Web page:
Category Archives: problem solving

Spreadsheets – Part 2

As a reminder, here’s the original project descriptor.

Here’s a report from one pair of students.

Mistakes made: Originally we had started out with a more expensive, brand new car. Our budget was about $100 a month to put towards a car, so it would have taken us 20 years to pay off the car, which is unreasonable. We had to downsize and settle for a less luxurious car, but one that still met almost all of our standards.


      • 4 weeks is a month.
      • We have enough money saved for the down payment.
      • We take 10 years to pay off the loan
      • annual rate of 2.29% for loan

Mid-size Sedan

2. We have $100 left for a monthly car payment. Income- expenses. 3400-3300=100

3. Typically for a down-payment you would need about 11% of what the car is worth. So for our car that is worth $11,000 we have about $1,210 saved for the downpayment.

4. The requirements that our car has to meet are 4 door, 30 mpg, mid-size, seats 5.

5. We would want our car to have a working air conditioner, heat, sunroof and radio.

6. We decided to get a used Mazda6i Touring for $11,000 but with 10% off it would cost $9,900.

7. We would need to borrow $9,900 and we would get this money by taking out a loan with Bank of America.

8. (On Spreadsheet)


9. Our dream car was originally a new fully equipped midsize sedan with a sunroof, but after we found that with our budget of $100 dollars a month, it would take 20 years to pay off. So we decided to get a used car. Mazda6 i Touring which still had air conditioning and heat but did not have a sunroof sadly. This car still meets most of our requirements and was much more affordable so we would be able to pay it off in 10 years.

10. Like we said in number 9, one of our problems before was a 20 year long loan. We fixed this problem by selecting a cheaper used car to buy. If the payment stays the same ($100) and the down payment is the same (11%) then the more expensive the car, the longer the duration of a loan.

11. Our dream car is a stretch hummer limo. The cost of this car brand new is $300,000 after the down payment of 11% costs $267,000. This car would be impossible for us to pay off because the interest that we would have to pay is more than we make monthly so the payment would keep increasing and we would never be able to pay it off.

12. To pay off our dream car in six years we would have to earn about $7320 a month. So subtracting expenses that leaves about $4025 a month to put into the dream car, which will pay it off in 72 months. Assuming that the interest rate and bargaining rate are the same.

What I like about this solution:

  • They stated their assumptions.
  • They made decisions.
  • They made adjustments.
  • They analyzed their results.
  • They dreamed big.
  • They used absolute addressing as part of their spreadsheet formulas.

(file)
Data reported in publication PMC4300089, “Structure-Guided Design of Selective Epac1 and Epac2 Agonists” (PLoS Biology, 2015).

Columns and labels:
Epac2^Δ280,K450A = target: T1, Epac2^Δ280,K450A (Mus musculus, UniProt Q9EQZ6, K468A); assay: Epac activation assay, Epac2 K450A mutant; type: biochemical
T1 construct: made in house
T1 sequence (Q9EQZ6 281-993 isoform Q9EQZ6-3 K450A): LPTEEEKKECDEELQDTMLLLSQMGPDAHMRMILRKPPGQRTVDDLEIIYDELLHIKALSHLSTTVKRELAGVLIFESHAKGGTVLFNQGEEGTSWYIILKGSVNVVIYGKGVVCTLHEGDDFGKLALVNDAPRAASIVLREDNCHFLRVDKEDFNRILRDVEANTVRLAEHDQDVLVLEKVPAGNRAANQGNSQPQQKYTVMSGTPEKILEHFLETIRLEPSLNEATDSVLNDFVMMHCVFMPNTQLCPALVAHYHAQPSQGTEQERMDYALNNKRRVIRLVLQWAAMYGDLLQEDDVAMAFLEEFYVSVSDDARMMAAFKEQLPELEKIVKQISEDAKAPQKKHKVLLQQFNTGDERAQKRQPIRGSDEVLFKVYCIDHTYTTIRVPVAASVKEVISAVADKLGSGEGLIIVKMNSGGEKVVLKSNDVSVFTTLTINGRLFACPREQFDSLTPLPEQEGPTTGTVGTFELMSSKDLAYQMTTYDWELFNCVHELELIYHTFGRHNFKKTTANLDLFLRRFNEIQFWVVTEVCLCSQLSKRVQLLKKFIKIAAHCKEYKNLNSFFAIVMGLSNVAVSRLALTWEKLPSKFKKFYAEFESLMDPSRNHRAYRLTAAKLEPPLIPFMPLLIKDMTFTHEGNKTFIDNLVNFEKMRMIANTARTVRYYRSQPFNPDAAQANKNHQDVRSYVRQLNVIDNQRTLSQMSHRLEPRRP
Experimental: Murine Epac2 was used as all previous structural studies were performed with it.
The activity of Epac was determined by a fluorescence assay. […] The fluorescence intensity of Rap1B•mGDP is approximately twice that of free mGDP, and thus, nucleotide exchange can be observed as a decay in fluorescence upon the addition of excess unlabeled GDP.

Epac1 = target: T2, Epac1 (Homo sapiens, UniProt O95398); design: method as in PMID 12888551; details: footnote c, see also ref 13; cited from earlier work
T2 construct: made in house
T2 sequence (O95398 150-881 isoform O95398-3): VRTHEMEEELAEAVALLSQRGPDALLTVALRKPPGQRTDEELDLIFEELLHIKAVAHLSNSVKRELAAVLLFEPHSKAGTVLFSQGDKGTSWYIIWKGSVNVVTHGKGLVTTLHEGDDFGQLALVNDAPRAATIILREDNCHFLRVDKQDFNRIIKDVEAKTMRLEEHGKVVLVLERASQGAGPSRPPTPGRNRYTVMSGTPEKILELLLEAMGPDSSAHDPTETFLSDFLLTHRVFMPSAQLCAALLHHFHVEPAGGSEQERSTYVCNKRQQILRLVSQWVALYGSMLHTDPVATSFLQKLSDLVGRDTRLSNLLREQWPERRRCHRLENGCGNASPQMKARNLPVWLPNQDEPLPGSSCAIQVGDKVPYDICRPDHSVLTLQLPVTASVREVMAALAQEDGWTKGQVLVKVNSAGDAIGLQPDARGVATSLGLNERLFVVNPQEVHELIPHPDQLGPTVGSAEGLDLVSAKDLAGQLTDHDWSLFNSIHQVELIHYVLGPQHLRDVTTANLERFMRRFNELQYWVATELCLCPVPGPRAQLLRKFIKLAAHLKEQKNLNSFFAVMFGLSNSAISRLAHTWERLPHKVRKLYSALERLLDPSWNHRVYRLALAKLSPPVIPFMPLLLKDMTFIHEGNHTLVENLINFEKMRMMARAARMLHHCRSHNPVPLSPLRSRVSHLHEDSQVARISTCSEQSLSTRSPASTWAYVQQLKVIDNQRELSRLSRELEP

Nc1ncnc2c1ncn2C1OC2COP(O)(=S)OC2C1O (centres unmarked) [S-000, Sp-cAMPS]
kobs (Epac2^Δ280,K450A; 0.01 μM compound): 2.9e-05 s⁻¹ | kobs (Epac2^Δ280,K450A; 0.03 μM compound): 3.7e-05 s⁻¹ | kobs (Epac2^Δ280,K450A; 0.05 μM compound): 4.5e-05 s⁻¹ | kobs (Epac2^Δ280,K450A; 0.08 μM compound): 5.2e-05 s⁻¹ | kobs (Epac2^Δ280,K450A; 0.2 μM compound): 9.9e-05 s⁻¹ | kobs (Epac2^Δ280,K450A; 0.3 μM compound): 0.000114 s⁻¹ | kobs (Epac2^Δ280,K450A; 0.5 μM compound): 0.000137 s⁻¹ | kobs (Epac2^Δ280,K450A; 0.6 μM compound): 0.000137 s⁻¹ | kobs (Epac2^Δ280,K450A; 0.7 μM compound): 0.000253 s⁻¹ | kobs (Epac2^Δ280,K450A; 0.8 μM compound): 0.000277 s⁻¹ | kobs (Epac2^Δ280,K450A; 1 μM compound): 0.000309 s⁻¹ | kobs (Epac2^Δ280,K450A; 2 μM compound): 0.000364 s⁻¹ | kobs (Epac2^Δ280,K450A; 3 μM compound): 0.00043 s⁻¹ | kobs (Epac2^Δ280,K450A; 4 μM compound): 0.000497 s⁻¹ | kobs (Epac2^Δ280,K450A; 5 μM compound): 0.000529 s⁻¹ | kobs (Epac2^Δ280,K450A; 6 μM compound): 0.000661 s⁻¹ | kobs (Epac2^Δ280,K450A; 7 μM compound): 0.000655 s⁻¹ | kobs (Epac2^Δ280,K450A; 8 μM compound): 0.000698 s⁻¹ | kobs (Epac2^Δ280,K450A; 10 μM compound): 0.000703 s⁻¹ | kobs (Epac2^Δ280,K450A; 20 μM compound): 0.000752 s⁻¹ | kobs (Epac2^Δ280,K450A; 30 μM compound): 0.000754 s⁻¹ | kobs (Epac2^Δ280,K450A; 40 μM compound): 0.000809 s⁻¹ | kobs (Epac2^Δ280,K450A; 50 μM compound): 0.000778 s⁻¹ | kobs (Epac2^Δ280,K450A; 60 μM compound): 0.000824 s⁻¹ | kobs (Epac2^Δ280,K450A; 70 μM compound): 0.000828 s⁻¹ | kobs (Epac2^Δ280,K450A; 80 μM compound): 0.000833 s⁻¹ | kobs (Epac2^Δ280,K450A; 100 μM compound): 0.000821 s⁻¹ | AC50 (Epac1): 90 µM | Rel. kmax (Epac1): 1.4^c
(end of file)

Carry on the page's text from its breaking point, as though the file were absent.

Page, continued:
• They knew the difference between an annual interest rate and a monthly interest rate.
  • They understood that if their payment doesn’t even cover the monthly interest, they’ll never pay off the loan.

There were several solutions like this one. Not enough, though. Something to think about next year.

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Authentic Assessment?

My junior level math classes have begun working on a project called Buying a Car. For the past few classes we’ve been problem solving using spreadsheets. They’ve been working in teams, using Google spreadsheets to solve problems like this and this (which I adapted from our Core-Plus Mathematics text). My teaching colleague and I decided to jump into this spreadsheet mini-unit before our students had to turn in their laptops for the year. (We are a one-to-one school.)

Here are some pictures of my students hard at work.

photo7  photo6



Some things I heard as the students were working:

  • Oh, so the bank pays for the car and then you pay the bank. I get it now!
  • How much does gas cost right now?
  • Where’s the best place to get the loan from? What’s the lowest interest rate we can get?
  • Are we going to buy that truck? What’s the gas mileage on it?
  • How do we figure out the payment? What did we do before?
  • So we have to add the interest and then subtract the payment.
  • We can cut back on the money for entertainment. We can be cheap. There’s only two of us, we don’t need that much food. It’s not like we’re feeding any children.
  • How do we determine how much for a downpayment?
  • Can we afford a monthly payment of $875?

Here’s what I really like about this assessment (having never done it before):

  • There is a high degree of choice.
  • There isn’t a definitive solution.
  • Students have to make (and state) some assumptions in order to solve the problem.
  • They have to think about lots of things that go into a household budget and buying a car.
  • Students working together and helping each other to succeed.

What I’m not so sure about:

  • The quality of their results.
  • If they’ll really apply what they’ve learned during the past 4 classes learning about spreadsheets.
  • How much understanding they’ll walk away with.

It will be interesting to see what they produce as a result.

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